This ESG confusion has become a handy marketing tool for some ESG products. For example, when BlackRock launched its U.S. Carbon Readiness Transition fund in April of 2021, the exchange-traded fund raised $1.25 billion in one day. That was a record for funds raised.
Other Confusion-Fueled investing led to promises of a “broad exposure to large and mid-capitalization U.S. companies tilting toward those that BlackRock believes are better positioned to benefit from the transition to a low carbon economy.”
Doesn’t that ESG Marketing sound official, safe and solid? Except there’s no mention of driving the transition and the fund holdings seem remarkably standard. Real ESG goes beyond surface gaslighting and talking points. In this BlackRock example, oil and gas companies Exxon, Chevron, and ConocoPhillips are among the fund’s top 100 holdings.
Check out this headline and opening paragraph from Reuter’s
Return of Coal A Threat to European Companies’ ESG Ratings
European companies turning to coal as an alternative to Russian gas face a hit to their environmental, social and governance ratings, leaving them scrambling to impress investors still vocal on sustainability.
So, what do we we learn? That ESG funds are based on unregulated ESG ratings.
And, ESG ratings are built on comparative rankings of appointed leader and industry peers who do not have to live by the rules they construct. There are no universal standards. Furthermore, the data underlying ESG ratings are mostly unaudited and often antiquated or incomplete.
As a result, many companies, leaders and shareholders have questions galore and increasing anxiety about the methodology. According to a recent study, more than 70% of executives surveyed across multiple industries and regions reported that they lack confidence in their own non-financial reporting.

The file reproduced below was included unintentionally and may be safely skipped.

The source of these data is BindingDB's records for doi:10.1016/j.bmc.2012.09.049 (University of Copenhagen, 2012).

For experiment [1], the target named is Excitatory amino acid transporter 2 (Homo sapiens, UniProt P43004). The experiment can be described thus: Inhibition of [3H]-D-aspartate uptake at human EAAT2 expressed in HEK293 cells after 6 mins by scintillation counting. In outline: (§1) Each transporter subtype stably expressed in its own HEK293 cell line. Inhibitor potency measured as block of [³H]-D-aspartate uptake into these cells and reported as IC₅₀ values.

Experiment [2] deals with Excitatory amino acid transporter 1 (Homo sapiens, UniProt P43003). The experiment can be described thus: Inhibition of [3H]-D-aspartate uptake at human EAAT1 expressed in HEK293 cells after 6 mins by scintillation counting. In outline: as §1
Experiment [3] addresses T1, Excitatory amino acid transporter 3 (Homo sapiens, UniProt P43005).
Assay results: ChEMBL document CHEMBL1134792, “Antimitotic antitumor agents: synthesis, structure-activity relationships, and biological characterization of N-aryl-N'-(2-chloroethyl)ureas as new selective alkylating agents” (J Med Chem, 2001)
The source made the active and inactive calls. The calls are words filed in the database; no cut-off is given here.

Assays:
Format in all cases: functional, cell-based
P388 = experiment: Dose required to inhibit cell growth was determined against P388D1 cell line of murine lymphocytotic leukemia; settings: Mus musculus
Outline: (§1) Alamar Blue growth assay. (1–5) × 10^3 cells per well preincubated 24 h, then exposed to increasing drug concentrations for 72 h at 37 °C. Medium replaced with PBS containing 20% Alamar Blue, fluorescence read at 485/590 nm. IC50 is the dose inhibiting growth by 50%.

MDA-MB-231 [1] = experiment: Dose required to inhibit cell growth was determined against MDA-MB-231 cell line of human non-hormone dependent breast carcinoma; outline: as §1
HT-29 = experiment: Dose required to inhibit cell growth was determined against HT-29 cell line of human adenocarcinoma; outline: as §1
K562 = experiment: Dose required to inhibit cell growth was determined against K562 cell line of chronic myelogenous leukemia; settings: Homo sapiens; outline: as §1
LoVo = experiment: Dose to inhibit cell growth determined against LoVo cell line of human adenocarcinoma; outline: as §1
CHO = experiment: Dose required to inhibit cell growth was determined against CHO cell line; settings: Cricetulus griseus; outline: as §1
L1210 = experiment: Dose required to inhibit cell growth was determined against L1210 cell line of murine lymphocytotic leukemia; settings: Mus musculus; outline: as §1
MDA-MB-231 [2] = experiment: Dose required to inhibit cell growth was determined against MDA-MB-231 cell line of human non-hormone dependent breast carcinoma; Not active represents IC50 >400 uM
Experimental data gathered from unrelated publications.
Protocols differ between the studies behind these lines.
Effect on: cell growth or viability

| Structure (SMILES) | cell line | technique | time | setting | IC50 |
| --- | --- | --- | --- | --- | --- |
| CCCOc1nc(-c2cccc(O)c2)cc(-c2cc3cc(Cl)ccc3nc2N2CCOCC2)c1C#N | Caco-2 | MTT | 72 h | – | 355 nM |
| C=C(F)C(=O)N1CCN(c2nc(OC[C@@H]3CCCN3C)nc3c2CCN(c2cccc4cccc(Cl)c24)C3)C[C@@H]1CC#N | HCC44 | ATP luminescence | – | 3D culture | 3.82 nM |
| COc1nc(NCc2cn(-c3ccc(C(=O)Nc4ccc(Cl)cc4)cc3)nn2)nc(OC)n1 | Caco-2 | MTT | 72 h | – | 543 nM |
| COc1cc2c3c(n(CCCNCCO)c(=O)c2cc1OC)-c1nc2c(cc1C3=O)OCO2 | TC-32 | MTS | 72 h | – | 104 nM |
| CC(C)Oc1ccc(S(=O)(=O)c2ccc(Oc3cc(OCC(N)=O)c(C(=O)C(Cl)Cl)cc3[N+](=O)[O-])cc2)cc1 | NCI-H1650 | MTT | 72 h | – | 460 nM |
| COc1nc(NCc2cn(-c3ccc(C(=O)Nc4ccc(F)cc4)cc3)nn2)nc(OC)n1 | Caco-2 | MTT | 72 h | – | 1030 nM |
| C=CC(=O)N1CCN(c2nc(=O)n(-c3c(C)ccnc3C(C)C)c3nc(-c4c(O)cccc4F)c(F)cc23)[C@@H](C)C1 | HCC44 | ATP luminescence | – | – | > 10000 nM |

Let me rephrase that. More than 70% of executives surveyed reported they do not understand or know how to report on ESG yet are being forced to with their company’s value on the hook as well as their personal financial situation.
This is literal predicament our government is supposed to protect us from, not endorse or create. If I were to use Webster’s Dictionary to literally describe what our government and bankers are currently doing, it’s nothing short of creating Selective Serfdom and continuing their practices of Rank Prejudice.
In the land of confusion, it’s time for a conclusion. There has been thousands of studies by academics and asset managers who have tried to demonstrate the relationship between high ESG companies and equity returns. According to the Harvard Business Review, more than two thirds of all the ESG studies show at least a non-negative correlation between ESG and financial returns. However, no study has proven that ESG causes higher returns and recent research has called into doubt the link between ESG and outperformance.
To repeat that last statement of fact from Harvard: no study has proven that ESG causes higher returns and recent research has called into doubt the link between ESG and outperformance.
Questions on today’s lesson? Know someone using Ethical Energy? ESG University wants to know who these leaders are as we continue to showcase and highlight ESG solutions in energy. Email us at with names of companies, people and organizations showing ESG in action. The ESG University is also a reader-supported publication. To receive new posts and support Jason’s work, consider going here become a free or paid subscriber.